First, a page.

I had SUCH a sense of dread in my gut the whole time I was reading this book. Erik Larson traces Adolf Hitler's rise to power as seen through the eyes of William Dodd, the American ambassador to Germany from 1933 through 1937. Dodd was a sort of last-ditch selection for the post after a number of other people turned it down; he was hoping for a quiet diplomatic posting that would allow him to finish his long-planned book Old South, and instead found himself in the middle of the rise of the Third Reich, entertaining Nazi officials and meeting with Hitler himself on a number of occasions.
Knowing full well where the story will go makes for compelling reading. Dodd, nearly alone among American officials, recognized Hitler as the tyrant that he was, but his warnings about the chancellor, his ambitions, and just how bad things were in Germany fell largely on deaf ears back in Washington. A prim, studious, sort of puritanical college professor, he didn't fit into the State Department's "boys' club" and it seemed as though his superiors in Washington concerned themselves more with his refusal to live an ostentatious life, and less with what he was actually reporting from his post. If he'd been able to convince Roosevelt to take a less isolationist stance, how might history have changed?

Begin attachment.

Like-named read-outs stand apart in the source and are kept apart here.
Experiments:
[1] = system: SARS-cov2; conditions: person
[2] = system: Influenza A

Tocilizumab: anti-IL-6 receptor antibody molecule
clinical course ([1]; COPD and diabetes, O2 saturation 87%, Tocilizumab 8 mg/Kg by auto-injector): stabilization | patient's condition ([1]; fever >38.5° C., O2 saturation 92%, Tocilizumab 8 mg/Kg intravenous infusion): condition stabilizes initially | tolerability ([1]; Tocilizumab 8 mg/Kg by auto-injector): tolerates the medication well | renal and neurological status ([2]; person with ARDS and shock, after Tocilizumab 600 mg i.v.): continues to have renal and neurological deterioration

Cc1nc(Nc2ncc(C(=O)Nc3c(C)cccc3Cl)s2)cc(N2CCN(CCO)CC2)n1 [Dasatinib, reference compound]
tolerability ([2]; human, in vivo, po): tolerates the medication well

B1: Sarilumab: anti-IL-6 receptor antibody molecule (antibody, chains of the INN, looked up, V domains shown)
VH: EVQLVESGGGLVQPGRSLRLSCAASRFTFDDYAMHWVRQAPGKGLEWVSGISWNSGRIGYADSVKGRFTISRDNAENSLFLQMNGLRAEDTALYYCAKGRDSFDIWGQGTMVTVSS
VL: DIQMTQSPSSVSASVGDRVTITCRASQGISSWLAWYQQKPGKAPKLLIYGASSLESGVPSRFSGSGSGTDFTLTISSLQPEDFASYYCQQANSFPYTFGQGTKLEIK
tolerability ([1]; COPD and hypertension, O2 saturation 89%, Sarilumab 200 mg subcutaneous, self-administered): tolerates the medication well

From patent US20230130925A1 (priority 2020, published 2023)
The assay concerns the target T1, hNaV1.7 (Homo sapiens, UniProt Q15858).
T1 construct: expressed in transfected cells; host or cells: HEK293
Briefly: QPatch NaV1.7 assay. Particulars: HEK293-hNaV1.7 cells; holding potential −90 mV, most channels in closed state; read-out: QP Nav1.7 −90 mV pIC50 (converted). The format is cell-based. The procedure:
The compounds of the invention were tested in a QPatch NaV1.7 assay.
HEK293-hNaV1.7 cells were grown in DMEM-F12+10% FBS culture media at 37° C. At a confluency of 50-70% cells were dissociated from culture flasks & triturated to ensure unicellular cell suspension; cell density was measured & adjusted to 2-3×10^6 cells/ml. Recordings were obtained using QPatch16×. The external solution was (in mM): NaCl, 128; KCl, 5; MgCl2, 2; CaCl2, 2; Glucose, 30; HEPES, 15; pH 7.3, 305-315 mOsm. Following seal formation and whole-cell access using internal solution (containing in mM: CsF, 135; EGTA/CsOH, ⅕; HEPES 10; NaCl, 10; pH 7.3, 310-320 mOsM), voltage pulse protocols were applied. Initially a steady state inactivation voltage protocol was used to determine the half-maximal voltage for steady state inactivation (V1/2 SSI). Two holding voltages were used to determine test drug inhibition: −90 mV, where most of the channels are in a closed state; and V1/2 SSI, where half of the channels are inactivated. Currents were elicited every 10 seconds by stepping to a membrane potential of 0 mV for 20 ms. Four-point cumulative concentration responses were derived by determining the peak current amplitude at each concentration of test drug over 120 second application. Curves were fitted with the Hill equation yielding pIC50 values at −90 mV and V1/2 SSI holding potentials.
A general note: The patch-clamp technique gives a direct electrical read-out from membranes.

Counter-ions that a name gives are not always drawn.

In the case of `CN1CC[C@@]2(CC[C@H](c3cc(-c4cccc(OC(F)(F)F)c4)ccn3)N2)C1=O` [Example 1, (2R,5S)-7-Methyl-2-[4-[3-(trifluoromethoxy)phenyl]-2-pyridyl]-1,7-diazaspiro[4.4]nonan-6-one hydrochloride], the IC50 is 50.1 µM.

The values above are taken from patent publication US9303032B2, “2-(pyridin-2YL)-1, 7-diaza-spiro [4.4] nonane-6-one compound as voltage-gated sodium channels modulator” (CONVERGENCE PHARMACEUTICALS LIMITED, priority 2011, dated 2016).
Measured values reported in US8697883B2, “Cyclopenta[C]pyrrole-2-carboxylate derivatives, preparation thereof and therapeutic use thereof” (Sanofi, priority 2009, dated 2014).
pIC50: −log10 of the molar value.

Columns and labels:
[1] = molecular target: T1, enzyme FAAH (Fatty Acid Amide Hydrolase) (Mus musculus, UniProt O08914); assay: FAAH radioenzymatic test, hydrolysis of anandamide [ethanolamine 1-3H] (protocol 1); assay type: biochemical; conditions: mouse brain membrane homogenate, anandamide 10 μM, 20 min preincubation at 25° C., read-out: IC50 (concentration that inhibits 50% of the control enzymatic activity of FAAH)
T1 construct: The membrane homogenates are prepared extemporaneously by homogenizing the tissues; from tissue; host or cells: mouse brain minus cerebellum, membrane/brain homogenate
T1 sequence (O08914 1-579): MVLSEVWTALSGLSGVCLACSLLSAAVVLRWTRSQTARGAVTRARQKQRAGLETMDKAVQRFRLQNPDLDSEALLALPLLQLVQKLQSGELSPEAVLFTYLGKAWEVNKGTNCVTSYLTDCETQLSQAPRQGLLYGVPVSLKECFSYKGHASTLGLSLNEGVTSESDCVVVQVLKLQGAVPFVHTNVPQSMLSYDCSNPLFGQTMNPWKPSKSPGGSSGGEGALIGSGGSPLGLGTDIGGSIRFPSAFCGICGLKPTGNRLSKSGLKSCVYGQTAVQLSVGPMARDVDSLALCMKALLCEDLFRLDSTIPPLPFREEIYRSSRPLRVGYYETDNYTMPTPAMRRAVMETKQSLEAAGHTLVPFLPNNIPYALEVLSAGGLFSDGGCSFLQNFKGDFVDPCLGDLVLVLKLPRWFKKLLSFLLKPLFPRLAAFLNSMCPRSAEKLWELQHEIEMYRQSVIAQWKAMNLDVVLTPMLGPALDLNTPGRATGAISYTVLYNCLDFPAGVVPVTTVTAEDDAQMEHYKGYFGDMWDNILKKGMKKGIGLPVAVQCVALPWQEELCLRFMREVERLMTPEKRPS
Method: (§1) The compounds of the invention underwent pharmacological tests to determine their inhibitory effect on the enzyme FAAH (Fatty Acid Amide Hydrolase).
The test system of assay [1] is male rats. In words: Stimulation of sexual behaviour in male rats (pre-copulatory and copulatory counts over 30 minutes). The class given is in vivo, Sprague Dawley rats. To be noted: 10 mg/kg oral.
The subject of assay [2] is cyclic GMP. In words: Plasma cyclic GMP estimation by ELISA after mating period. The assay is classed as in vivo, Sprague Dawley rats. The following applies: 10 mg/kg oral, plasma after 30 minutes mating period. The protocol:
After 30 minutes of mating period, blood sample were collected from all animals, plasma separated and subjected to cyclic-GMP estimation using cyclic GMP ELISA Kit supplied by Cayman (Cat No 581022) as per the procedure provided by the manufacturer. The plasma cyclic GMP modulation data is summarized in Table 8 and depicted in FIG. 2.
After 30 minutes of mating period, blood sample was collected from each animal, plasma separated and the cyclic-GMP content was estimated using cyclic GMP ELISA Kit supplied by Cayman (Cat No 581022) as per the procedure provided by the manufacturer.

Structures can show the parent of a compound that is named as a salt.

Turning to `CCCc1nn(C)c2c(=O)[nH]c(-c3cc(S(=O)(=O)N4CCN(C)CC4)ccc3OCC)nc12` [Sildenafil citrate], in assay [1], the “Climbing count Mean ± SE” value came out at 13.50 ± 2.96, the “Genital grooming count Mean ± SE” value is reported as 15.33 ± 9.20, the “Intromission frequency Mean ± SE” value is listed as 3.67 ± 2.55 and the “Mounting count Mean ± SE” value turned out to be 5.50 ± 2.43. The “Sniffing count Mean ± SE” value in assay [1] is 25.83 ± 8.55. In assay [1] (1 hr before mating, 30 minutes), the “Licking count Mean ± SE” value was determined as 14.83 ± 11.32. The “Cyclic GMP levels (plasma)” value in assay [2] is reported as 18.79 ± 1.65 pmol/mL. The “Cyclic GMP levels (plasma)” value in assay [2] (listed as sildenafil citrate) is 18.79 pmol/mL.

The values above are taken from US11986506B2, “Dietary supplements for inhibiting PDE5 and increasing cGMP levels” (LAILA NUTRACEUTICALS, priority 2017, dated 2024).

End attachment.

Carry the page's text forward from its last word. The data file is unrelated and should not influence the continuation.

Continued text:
The most interesting character in the book, to my mind, is Dodd's daughter Martha, who accompanied her parents to Berlin and threw herself into powerful social circles, having romances with (among others) the head of the Gestapo and a Soviet embassy worker who, in the end, was revealed to be a spy for the precursor of the KGB. Truthfully, I found it sort of amazing that she didn't get herself -- or her family -- into more trouble than she did.
As with all of Larson's books, this is exquisitely researched (I always want to go bury myself in an archive somewhere after reading something of his) and compellingly rendered. Definitely recommended.